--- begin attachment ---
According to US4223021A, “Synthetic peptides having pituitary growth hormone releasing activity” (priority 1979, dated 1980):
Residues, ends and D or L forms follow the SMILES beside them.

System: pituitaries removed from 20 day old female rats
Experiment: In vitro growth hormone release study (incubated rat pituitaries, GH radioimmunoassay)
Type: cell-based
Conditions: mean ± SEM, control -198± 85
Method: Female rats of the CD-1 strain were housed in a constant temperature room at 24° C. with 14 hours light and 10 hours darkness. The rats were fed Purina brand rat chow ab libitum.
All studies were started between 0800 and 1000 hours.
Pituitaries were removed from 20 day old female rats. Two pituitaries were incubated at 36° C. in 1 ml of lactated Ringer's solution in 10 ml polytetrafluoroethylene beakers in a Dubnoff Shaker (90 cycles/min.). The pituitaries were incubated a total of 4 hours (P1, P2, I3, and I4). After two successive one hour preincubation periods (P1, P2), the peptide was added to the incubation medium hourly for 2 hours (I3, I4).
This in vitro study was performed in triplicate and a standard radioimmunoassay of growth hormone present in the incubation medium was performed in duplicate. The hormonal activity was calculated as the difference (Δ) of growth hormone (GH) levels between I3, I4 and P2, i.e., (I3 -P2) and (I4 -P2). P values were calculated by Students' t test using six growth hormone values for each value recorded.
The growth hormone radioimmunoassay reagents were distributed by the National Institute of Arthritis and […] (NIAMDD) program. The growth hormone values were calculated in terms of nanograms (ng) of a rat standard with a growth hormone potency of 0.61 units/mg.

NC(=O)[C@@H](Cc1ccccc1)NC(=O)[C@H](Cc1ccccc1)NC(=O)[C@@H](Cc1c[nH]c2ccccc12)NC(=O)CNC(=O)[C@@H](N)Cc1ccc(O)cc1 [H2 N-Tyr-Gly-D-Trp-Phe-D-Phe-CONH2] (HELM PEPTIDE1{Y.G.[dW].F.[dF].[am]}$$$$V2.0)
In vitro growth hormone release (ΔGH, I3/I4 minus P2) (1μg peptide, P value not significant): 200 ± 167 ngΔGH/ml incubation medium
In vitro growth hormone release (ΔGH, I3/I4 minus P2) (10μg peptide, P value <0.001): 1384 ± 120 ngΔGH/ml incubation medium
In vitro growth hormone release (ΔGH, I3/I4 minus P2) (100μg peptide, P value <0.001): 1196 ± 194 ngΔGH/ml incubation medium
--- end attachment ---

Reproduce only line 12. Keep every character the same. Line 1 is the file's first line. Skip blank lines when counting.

NC(=O)[C@@H](Cc1ccccc1)NC(=O)[C@H](Cc1ccccc1)NC(=O)[C@@H](Cc1c[nH]c2ccccc12)NC(=O)CNC(=O)[C@@H](N)Cc1ccc(O)cc1 [H2 N-Tyr-Gly-D-Trp-Phe-D-Phe-CONH2] (HELM PEPTIDE1{Y.G.[dW].F.[dF].[am]}$$$$V2.0)